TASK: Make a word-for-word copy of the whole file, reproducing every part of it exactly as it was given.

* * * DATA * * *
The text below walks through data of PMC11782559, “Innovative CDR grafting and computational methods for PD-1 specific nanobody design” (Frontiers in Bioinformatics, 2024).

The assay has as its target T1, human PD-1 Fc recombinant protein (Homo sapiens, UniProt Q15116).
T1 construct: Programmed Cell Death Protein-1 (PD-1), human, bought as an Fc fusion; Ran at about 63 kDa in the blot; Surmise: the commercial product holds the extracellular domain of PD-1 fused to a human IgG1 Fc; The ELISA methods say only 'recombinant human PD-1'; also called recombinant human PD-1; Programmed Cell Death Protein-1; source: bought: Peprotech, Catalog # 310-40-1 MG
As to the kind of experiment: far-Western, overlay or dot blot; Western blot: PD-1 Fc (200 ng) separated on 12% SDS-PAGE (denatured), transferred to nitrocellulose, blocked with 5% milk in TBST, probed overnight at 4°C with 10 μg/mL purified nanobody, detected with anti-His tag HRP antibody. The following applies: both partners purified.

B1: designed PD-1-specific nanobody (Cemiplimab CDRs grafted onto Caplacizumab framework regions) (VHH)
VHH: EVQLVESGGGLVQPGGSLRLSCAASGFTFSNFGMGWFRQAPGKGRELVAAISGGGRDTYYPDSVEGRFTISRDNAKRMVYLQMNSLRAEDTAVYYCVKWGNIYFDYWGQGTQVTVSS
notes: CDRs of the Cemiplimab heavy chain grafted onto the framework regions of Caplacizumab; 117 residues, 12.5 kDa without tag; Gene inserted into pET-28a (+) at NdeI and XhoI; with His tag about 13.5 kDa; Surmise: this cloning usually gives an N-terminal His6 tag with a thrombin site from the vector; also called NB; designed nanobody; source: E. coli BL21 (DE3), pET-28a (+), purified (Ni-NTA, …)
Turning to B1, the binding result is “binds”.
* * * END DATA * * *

The text below walks through data of PMC11782559, “Innovative CDR grafting and computational methods for PD-1 specific nanobody design” (Frontiers in Bioinformatics, 2024).

The assay has as its target T1, human PD-1 Fc recombinant protein (Homo sapiens, UniProt Q15116).
T1 construct: Programmed Cell Death Protein-1 (PD-1), human, bought as an Fc fusion; Ran at about 63 kDa in the blot; Surmise: the commercial product holds the extracellular domain of PD-1 fused to a human IgG1 Fc; The ELISA methods say only 'recombinant human PD-1'; also called recombinant human PD-1; Programmed Cell Death Protein-1; source: bought: Peprotech, Catalog # 310-40-1 MG
As to the kind of experiment: far-Western, overlay or dot blot; Western blot: PD-1 Fc (200 ng) separated on 12% SDS-PAGE (denatured), transferred to nitrocellulose, blocked with 5% milk in TBST, probed overnight at 4°C with 10 μg/mL purified nanobody, detected with anti-His tag HRP antibody. The following applies: both partners purified.

B1: designed PD-1-specific nanobody (Cemiplimab CDRs grafted onto Caplacizumab framework regions) (VHH)
VHH: EVQLVESGGGLVQPGGSLRLSCAASGFTFSNFGMGWFRQAPGKGRELVAAISGGGRDTYYPDSVEGRFTISRDNAKRMVYLQMNSLRAEDTAVYYCVKWGNIYFDYWGQGTQVTVSS
notes: CDRs of the Cemiplimab heavy chain grafted onto the framework regions of Caplacizumab; 117 residues, 12.5 kDa without tag; Gene inserted into pET-28a (+) at NdeI and XhoI; with His tag about 13.5 kDa; Surmise: this cloning usually gives an N-terminal His6 tag with a thrombin site from the vector; also called NB; designed nanobody; source: E. coli BL21 (DE3), pET-28a (+), purified (Ni-NTA, …)
Turning to B1, the binding result is “binds”.